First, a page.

Thursday, June 2, 2016


Homily for June 3rd, 2016: Feast of the Sacred Heart: Rom. 5:5-11. 

Let me start with something that Pope St. John Paul II, wrote about our common human experience in the first encyclical of his pontificate, way back in 1979: “We cannot live without love. We remain beings incomprehensible to ourselves, our lives are senseless, if love is not revealed to us, if we do not encounter love, if we do not experience it and make it our own, if we do not participate intimately in it.” (Redemptor hominis, 10)

          This insight, that life is unsupportable without love, is as old as the creation stories in Genesis. In the second one God says, after creating man: “It is not good for the man to be alone. I will provide a partner for him” (Gen. 2:18). The creation of woman follows. God fashions her from the man’s rib – a way of showing that the two sexes were made not for rivalry, but to complement and complete each other. The first creation story in Genesis says that this complementarity of male and female reflects the nature of God himself. “Then God said, ‘Let us make man in our image and likeness ...’ So God created man in his own image; in the image of God he created him; male and female he created them” (1:26f).

In today’s second reading Paul tell us: “The love of God has been poured out into our hearts through the Holy Spirit that has been given to us.” The ability to love God and others which Paul refers to there is not bestowed on us simply to give us a warm feeling inside. God’s love is poured out into our hearts so that the image of God may be perfected in us; so that by becoming more divine, we may also become more human. How sad when people refuse this divine gift of love, or fail to develop it. The Spanish philosopher-poet Miguel de Unamumo writes: “It is sad not to be loved. But it is much sadder not to be able to love.”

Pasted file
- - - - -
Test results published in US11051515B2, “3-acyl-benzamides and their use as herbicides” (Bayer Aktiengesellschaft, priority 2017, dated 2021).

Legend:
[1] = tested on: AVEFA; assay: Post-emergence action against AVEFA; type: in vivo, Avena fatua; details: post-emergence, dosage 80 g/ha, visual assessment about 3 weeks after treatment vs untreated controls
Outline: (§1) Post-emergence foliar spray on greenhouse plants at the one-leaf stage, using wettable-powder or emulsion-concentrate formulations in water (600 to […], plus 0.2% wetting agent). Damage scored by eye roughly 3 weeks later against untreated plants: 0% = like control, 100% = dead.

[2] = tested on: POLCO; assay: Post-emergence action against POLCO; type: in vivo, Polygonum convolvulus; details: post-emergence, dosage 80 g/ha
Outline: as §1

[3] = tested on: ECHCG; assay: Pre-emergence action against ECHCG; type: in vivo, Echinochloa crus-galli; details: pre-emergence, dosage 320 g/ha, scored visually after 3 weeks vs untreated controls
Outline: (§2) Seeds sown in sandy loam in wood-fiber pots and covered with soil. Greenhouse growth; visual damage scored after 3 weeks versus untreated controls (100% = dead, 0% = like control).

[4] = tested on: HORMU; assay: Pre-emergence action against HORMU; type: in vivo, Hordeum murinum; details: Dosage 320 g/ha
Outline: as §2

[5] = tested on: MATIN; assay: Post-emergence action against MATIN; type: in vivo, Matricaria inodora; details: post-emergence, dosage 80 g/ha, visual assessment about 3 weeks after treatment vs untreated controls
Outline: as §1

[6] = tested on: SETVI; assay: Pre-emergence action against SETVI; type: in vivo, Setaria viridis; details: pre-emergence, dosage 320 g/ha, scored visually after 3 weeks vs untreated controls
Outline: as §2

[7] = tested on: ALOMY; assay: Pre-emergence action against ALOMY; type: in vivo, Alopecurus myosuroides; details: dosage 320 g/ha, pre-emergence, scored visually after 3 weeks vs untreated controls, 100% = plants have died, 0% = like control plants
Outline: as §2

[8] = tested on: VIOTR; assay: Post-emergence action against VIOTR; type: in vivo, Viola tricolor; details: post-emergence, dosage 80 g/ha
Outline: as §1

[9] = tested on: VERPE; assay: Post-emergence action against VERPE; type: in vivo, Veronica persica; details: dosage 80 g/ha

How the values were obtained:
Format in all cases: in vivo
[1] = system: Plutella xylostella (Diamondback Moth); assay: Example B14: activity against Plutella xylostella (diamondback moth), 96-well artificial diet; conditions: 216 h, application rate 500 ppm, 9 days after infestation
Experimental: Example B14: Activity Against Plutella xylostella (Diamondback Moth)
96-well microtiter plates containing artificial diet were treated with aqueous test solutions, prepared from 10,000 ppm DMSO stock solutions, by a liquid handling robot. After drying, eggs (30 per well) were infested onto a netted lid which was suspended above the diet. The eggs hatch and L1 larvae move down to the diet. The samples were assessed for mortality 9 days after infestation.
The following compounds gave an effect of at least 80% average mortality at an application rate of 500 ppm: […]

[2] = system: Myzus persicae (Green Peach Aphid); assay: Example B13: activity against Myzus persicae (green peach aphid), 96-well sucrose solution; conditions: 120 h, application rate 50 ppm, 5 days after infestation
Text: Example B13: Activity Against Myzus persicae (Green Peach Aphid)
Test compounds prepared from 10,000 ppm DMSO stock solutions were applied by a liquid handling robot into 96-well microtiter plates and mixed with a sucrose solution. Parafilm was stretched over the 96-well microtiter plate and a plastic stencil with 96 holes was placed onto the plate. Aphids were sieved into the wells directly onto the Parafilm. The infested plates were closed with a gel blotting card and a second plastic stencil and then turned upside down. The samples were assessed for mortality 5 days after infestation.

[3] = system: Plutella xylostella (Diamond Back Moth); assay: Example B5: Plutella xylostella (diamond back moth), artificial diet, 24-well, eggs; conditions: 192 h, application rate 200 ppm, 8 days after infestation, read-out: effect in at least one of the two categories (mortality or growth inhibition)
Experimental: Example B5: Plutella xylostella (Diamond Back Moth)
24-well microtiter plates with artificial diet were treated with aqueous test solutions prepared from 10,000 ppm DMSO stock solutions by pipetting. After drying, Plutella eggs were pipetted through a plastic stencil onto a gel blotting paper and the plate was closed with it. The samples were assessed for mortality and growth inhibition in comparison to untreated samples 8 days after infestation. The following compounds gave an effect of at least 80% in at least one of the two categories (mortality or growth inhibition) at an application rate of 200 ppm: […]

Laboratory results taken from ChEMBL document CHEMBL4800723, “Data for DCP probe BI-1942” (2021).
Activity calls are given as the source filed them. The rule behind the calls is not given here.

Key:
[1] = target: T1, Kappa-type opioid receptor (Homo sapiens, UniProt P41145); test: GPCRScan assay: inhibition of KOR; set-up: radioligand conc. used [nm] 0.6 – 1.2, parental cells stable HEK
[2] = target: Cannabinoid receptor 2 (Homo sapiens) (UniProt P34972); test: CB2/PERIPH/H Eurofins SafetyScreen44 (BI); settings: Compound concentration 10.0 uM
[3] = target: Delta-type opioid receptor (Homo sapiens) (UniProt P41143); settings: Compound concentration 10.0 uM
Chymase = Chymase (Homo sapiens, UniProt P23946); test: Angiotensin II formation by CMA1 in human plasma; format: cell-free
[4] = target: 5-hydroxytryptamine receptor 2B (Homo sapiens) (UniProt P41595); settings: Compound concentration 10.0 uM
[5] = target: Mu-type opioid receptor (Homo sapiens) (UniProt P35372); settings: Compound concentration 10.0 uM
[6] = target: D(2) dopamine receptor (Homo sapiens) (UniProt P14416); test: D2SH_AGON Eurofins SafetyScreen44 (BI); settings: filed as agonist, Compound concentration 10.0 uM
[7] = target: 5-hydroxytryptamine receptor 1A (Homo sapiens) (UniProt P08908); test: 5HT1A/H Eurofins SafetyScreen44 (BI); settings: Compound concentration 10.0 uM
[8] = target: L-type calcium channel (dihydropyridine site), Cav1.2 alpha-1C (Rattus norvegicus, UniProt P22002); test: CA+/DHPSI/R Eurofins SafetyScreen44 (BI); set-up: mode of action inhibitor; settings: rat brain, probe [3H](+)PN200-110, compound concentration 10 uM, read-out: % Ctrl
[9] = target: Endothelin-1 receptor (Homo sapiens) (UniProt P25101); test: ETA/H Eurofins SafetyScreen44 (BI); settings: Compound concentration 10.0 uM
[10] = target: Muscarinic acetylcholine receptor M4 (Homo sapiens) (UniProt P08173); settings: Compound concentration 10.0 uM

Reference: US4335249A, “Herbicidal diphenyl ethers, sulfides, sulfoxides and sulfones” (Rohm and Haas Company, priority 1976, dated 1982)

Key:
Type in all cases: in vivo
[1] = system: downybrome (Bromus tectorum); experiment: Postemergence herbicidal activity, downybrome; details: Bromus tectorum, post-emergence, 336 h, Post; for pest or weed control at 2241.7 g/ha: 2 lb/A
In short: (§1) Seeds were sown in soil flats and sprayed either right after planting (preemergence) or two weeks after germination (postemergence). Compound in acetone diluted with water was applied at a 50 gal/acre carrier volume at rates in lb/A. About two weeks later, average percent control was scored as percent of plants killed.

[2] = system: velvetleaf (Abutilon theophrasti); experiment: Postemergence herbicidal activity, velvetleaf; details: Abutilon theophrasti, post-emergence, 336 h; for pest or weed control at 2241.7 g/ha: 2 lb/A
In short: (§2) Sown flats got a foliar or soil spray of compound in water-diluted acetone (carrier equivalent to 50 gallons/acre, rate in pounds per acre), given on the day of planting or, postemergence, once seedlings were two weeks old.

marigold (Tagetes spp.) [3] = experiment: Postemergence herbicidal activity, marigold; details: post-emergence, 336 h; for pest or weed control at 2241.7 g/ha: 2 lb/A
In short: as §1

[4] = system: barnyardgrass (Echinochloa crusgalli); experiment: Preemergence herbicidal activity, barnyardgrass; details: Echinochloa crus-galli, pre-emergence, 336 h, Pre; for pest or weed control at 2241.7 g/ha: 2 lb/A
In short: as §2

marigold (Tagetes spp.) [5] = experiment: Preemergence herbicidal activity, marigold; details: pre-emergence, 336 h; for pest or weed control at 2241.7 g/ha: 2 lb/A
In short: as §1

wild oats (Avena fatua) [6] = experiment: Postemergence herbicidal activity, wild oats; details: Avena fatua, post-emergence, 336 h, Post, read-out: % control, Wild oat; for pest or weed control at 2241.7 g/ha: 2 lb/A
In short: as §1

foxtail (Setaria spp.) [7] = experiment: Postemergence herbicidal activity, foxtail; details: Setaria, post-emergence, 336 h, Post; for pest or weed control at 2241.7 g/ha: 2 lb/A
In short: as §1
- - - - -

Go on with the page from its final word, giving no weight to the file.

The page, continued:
The French Jesuit Teilhard de Chardin took this thought a step farther when he wrote: “Some day, after mastering the winds, the waves, the tides, and gravity, we shall harness for God the energies of love; and then, for the second time, man will have discovered fire.” On this feast of the Sacred Heart, the feast of God’s love – exchanged between Father and Son through the Holy Spirit, and poured out through this same Spirit into our hearts – let us pray for this divine fire, in the words of an ancient Catholic hymn.  

          O Holy Spirit, Lord of grace / Eternal source of love,

          Inflame, we pray, our inmost hearts / With fire from heaven above. 

          As thou dost join with holiest bonds / the Father and the Son,

          So fill thy saints with mutual love / and link their hearts in one


(O fons amoris, Spiritus, C. Coffin, 1676-1749;

translated by J. Chandler)